Messerschmitt Me 163 Komet (oz12551)
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Messerschmitt Me 163 Komet. Radio control scale model, for 61 engine.
Quote: "Hello Mary and Steve, Attached please find a plan for the Messerschmitt 163B, designed by James W. Kiehl, USA. The model is IMAA legal and has competed and won various awards in IMAA meetings.
Me 163B can also be used as a glider if built super-light and will only use a .15 engine to take it to wanted altitude. The normal model is powered with a .61 engine.
Messerschmitt 163B 'Komet' by James W.Kiehl. 82 in span. Scale 1:4,5. Engine .61+ The articles can be read in Scale R/C Modeler, February 1995 and RCM, March 2001. Best regards, Kjell Masch"
Direct submission to Outerzone.
Update 25/10/2020: Added article, from RCM March 2001, thanks to RFJ.
Quote: "I have always wanted to combine R/C flight with model rockets, so I decided to scratch-build an IMAA legal size WWII warbird for under $500. I wanted to flip a toggle switch on the transmitter, and instead of 'expensive retractable landing gear' operating on this warbird, it would 'light the candle,' drop the dolly, and get altitude quick - super genius!
The ME-163 would be perfect and was available from guys in the club (Sal Cavagna and Greg Mottas) who could not believe what I wanted to do with it - high power rocketry with wings! Although the Komet does not need this extra power to fly, it has a sound effect that gets attention, and now that I'm flying it, that boost makes me feel like I'm in it. (Rudy Opitz has a lot of you know what...) With the built-in wash-out on the wings, the 163 flies very stable and goes where you point it under the glow power. Landings are a long, low approach because the Komet will glide forever, touch down, and come to a stop on its built-in skid on any grass surface. After meeting with Rudy Opitz, doing a demo flight for him and getting his thumbs-up, totally fulfilled this project for me. I know I've been getting lucky flying this model and attend as many warbird meets as possible along with Sal and the guys. We have a great time with the different warbirds.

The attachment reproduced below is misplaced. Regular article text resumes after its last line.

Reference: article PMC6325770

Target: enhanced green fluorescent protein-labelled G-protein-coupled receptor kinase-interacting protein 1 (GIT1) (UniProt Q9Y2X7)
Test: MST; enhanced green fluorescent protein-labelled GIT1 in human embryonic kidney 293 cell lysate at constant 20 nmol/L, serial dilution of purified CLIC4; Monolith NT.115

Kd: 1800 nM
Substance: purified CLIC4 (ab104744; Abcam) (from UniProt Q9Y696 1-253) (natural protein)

My ME-163 is scratch-built using lite ply bulkheads, balsa spar, balsa sheet and planks to help with shaping the BWB (Blended Wing Body), covered with glass cloth, Z-poxy finish resin, lacquer primer, spray-painted with latex and water, and then clear-coated.
Modifications to the original model design include a fully sheeted wing instead of capstrips and covering. A high power rocketry 54mm phenolic tube was installed in the fuselage to allow for a wide variety of rocket engine sizes. The take-off dolley was designed in a more scale-like configuration by Sal Cavagna and uses CB Associates wheels and tires.
The main engine up front is a Magnum XL 108A 2-stroke running on regular glow fuel, turning a 12.5 x 10 APC pattern prop and uses a Graupner 16 oz 'fuel cell.'
The radio is a Futaba 6XA Super with elevon mixing, although not needed to fly the Komet. Four channels are used for basic flight, with a 5th channel operating the rocket ignition circuit. Wing control surfaces are operated with four standard ball bearing servos. The throttle and ignition are standard servos, and the rudder/tail wheel use a 1/4 scale servo for strong ground handling and guidance. All servos are Futaba with Du-Bro servo arms and Electro Dynamics harness extensions.
The RATO (Rocket Assist Take Off) ignition circuit consists of eight AA on-board dry cells (12V) to another Futaba switch harness (Master Safety SW) plugged into yet another Futaba switch harness operated by the 5th channel servo, making the short circuit to the fuse (Ka Boom!). The rocket engines are expensive ($15.00 for each) and are supplied by Aerotech Consumer Aerospace. They are a G-40 size, solid propellant, with up to 28 lbs of thrust, and a burn time of 3.75 seconds. The 163 can accept much larger and longer burn-time engines, but G-size engines are the largest you can purchase from Aerotech without a BATF (Bureau of Alcohol, Tobacco, and Firearms) license which is federally regulated by attending high power rocketry meets and getting certified for the license. Also, you would need a special waiver from AMA for larger rocket engines to fly in an R/C aircraft. The sky's the limit I think. Anyway, make note that the Komet does not need RATO to fly, it's only for special effect. What a hobby!"
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User commentsInteresting plan. Care though, the canopy (at least) is of odd, not scale shape. Given that basic error, it would be clever to check it all against a 3 view ...before cutting balsa.
fred - 26/10/2020
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